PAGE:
What data type(s) would provide easy lookup for a finite mapping of a pair of strings to one string

S X S |-> S ?

I wish to represent the mapping this way rather than as a function in order to make it easy to extend with simple rules.

Do I need to use arrays, e.g.

[ [[S1, S2], S3 ], [[S1, S3], S4 ], ...] 

to represent the tuples? That seems to make lookups horrid. . . but I know that in ES6 keys can't be objects, so I see no other way..

  • keys of es6 Map can be object developer.mozilla.org/en-US/docs/Web/JavaScript/Reference/… – charlietfl Nov 25 '17 at 1:11
  • It depends on what you consider easy lookup. Most builtin structures use some form of strict equality for lookups, which means that looking up for anything other than primitives you'll have to keep the obj to do the lookup. You could just concatenate the string tuple which would make it much easier. – MinusFour Nov 25 '17 at 1:14

A nested map (simple search tree) provides a generic solution:

const map = {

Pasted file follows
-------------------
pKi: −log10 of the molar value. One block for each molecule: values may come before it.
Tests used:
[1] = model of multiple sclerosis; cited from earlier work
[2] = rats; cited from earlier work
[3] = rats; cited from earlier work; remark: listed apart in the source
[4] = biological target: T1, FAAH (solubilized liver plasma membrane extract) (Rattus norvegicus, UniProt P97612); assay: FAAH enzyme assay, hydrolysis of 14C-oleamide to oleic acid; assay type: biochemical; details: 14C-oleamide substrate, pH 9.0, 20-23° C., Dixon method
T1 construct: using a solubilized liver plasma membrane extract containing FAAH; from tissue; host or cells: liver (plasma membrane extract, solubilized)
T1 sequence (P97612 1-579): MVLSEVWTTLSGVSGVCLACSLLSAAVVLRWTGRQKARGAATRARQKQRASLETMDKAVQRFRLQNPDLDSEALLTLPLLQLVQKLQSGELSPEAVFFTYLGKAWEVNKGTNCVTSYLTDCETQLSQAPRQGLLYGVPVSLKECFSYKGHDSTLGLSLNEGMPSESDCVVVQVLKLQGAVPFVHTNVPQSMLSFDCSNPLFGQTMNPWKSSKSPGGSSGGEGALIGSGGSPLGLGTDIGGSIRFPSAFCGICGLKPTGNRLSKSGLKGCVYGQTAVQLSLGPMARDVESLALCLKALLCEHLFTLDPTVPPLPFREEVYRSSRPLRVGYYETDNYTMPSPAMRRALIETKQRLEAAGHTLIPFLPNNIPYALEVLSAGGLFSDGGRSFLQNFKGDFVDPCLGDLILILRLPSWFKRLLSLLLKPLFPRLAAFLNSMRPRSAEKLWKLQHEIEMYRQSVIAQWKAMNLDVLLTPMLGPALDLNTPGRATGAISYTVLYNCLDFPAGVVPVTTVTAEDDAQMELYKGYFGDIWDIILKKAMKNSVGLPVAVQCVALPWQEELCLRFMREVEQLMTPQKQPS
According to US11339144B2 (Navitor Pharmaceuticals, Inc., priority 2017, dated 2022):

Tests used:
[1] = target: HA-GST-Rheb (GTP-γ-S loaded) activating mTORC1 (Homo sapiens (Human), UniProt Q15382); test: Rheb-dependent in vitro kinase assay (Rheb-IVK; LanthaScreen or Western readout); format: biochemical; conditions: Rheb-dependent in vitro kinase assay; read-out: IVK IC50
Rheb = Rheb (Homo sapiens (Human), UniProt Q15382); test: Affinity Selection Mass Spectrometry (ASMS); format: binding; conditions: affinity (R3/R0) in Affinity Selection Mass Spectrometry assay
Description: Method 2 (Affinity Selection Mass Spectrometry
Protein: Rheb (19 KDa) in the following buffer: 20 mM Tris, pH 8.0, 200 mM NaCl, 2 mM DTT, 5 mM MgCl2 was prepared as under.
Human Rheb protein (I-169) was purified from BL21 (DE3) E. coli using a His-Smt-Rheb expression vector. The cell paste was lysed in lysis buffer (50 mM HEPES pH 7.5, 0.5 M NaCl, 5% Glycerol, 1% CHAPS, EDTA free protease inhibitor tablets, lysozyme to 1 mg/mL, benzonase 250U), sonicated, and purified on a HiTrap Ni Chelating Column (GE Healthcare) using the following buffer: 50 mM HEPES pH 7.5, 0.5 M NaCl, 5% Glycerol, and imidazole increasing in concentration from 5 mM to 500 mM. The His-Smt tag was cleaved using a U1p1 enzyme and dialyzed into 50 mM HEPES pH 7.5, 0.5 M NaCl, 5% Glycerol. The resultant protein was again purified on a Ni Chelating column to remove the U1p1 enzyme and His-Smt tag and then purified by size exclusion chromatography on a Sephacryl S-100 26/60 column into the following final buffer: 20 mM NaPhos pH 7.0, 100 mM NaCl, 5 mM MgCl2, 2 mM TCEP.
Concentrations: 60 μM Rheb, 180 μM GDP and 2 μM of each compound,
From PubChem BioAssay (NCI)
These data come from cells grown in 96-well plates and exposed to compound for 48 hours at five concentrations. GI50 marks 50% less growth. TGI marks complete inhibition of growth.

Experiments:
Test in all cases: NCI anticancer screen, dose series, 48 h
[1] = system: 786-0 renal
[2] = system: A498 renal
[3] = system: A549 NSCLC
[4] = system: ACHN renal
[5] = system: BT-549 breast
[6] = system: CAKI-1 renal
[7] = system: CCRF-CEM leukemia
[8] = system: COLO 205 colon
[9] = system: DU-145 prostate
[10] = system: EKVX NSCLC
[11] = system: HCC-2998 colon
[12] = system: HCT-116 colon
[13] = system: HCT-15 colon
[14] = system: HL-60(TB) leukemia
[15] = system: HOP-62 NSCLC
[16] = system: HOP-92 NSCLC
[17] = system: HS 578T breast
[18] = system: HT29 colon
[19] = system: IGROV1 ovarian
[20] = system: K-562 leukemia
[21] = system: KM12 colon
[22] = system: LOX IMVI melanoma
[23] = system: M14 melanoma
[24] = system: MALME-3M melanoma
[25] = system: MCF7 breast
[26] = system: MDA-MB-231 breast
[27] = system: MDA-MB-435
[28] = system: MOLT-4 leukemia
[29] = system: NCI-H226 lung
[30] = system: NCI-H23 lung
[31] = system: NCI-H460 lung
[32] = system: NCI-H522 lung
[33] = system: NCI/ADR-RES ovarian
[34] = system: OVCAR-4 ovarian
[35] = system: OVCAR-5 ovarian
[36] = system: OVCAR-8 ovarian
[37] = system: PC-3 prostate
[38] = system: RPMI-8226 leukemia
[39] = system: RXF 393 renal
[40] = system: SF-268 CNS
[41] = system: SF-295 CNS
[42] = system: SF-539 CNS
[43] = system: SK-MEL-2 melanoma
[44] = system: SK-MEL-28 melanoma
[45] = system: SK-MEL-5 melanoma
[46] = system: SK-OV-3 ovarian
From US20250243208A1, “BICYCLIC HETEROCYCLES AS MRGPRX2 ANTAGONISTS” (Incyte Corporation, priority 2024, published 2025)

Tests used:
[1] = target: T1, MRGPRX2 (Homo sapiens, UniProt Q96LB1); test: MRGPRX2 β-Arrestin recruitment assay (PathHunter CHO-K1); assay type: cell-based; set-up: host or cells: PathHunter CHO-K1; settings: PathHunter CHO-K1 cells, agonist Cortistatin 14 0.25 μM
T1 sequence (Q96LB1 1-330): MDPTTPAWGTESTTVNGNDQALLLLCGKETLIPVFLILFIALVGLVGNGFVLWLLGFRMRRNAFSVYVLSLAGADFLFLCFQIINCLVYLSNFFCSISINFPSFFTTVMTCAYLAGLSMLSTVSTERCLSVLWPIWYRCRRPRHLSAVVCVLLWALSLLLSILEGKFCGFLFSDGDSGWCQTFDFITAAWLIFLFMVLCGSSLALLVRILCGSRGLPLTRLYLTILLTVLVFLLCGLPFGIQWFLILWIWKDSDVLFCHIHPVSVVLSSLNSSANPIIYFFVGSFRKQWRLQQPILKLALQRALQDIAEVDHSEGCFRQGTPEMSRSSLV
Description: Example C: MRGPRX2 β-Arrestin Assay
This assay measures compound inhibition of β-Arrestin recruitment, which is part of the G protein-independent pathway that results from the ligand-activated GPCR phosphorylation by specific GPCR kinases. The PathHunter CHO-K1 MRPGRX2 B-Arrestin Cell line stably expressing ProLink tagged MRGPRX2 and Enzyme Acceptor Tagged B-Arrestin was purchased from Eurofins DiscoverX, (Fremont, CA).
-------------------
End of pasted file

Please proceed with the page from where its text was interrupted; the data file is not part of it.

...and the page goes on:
"one": {
    "one": "11",
    "two": "12"
  "two": {
    "one": "21",
    "two": "22"

console.log(map["one"]["one"]); // "11"
console.log(map["one"]["two"]); // "12"
console.log(map["two"]["one"]); // "21"
console.log(map["two"]["two"]); // "22"

Alternatively, you can also concatenate two strings into a single key. But you need to prevent key collisions such as "a" + "ab" and "aa" + "b", e.g. by prefixing the key with the length of the first string:

const map = {
  "3:oneone": "11",
  "3:onetwo": "12",
  "3:twoone": "21",
  "3:twotwo": "22"

function set(map, str1, str2, val) {
  return map[str1.length + ":" + str1 + str2] = val;

function get(map, str1, str2) {
  return map[str1.length + ":" + str1 + str2];

console.log(get(map, "one", "one")); // "11"
console.log(get(map, "one", "two")); // "12"
console.log(get(map, "two", "one")); // "21"
console.log(get(map, "two", "two")); // "22"

If you do not like prefixing with the string length, you could e.g. use a separator "a" + ":" + "ab" but would then need to escape the separator character within the two strings. Personally, I prefer the nested map as demonstrated above for its genericity and simplicity.

  • I like the generic map as well. In my case, the domain is S^2 where S is finite set of symbols, and image is subset of S. It would be nice to avoid duplicating each rule since order of inputs doesn't matter... – user5773369 Nov 26 '17 at 17:44

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